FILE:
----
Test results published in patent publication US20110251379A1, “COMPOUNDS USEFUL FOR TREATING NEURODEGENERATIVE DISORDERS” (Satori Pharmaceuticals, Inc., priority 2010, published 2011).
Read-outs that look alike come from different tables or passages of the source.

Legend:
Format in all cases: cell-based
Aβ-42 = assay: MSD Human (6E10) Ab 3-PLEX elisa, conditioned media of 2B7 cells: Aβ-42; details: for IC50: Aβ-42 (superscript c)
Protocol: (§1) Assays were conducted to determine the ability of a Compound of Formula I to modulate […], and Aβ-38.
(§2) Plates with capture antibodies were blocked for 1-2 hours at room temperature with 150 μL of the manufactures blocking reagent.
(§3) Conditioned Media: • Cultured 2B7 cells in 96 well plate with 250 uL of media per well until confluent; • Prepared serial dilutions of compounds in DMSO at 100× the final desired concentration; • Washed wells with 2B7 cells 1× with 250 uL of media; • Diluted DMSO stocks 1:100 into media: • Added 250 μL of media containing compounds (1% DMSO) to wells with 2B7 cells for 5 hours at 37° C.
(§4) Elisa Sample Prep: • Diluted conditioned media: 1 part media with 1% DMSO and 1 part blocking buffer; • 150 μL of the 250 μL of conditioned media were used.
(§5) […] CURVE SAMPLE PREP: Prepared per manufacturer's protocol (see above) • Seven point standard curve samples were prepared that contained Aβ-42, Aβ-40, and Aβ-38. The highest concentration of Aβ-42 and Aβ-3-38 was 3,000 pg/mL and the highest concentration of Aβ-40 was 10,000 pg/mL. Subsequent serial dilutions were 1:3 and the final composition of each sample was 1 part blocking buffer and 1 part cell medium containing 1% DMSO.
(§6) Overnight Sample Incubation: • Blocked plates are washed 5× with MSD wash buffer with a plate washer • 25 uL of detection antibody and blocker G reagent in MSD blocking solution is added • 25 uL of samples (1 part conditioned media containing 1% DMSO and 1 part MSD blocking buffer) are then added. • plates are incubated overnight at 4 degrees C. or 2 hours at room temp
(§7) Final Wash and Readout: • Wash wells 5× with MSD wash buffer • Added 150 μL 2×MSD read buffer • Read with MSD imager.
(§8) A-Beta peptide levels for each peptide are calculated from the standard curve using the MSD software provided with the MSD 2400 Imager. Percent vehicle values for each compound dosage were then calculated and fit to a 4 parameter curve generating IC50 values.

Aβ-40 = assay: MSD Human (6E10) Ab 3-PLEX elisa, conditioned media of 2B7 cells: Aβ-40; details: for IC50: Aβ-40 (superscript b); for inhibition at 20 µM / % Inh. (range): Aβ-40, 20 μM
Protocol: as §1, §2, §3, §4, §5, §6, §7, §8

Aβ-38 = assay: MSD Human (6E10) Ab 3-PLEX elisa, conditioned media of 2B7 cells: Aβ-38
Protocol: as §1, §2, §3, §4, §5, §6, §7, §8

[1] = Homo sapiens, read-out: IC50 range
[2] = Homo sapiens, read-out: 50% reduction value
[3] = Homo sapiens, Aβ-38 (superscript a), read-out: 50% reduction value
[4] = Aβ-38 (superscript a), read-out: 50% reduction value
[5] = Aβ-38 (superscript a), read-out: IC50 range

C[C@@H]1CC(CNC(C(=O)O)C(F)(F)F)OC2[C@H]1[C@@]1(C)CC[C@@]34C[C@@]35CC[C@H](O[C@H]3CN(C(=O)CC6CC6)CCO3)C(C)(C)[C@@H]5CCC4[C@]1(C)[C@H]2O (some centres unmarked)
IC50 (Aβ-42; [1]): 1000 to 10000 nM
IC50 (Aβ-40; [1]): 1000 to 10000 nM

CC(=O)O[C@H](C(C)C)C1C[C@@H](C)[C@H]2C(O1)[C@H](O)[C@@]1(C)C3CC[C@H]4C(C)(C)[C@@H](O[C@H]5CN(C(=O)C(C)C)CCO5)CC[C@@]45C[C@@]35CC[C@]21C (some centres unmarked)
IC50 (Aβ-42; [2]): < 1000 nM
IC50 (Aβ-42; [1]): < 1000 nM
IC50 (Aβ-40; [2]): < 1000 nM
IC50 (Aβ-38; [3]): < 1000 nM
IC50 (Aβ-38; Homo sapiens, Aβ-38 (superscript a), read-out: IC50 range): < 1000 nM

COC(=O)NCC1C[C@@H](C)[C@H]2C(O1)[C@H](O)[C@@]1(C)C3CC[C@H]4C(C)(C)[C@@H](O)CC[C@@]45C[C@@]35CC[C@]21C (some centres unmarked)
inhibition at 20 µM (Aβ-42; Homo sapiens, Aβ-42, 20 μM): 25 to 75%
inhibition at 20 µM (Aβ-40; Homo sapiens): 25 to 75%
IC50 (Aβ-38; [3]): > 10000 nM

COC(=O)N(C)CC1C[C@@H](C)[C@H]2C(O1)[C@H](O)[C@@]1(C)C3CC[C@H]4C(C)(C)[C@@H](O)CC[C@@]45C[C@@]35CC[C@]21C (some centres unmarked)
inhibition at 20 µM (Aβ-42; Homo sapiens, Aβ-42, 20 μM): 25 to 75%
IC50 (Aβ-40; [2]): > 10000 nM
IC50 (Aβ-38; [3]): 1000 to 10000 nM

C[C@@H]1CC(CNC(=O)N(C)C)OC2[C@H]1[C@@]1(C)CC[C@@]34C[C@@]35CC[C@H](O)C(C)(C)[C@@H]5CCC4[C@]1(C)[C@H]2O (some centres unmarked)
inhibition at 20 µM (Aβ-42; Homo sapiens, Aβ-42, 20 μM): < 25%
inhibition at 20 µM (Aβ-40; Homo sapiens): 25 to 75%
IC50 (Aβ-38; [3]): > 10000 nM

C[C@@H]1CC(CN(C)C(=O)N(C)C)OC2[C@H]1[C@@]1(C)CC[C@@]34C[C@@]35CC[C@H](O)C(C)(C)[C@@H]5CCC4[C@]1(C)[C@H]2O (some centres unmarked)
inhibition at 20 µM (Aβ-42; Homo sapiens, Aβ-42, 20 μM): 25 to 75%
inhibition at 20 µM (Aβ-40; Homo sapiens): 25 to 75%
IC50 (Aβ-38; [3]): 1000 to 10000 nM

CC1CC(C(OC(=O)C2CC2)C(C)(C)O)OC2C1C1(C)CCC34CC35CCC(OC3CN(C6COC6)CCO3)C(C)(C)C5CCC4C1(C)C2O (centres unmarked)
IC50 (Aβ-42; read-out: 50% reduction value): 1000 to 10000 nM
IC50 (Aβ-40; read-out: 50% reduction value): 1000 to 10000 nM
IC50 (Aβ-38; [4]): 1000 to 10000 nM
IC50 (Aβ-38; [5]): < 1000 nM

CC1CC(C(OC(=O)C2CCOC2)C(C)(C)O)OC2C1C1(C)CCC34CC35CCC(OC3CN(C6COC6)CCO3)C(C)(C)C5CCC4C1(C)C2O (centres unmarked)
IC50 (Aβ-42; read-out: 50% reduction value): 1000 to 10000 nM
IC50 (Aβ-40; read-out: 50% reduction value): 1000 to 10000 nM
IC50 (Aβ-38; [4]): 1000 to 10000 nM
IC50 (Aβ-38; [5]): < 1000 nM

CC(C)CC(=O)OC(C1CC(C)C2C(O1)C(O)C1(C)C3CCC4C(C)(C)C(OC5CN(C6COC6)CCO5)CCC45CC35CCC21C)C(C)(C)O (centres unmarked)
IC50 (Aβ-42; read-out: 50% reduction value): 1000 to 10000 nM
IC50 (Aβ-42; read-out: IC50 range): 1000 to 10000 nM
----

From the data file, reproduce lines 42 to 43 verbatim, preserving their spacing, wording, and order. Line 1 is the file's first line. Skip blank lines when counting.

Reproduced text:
inhibition at 20 µM (Aβ-40; Homo sapiens): 25 to 75%
IC50 (Aβ-38; [3]): > 10000 nM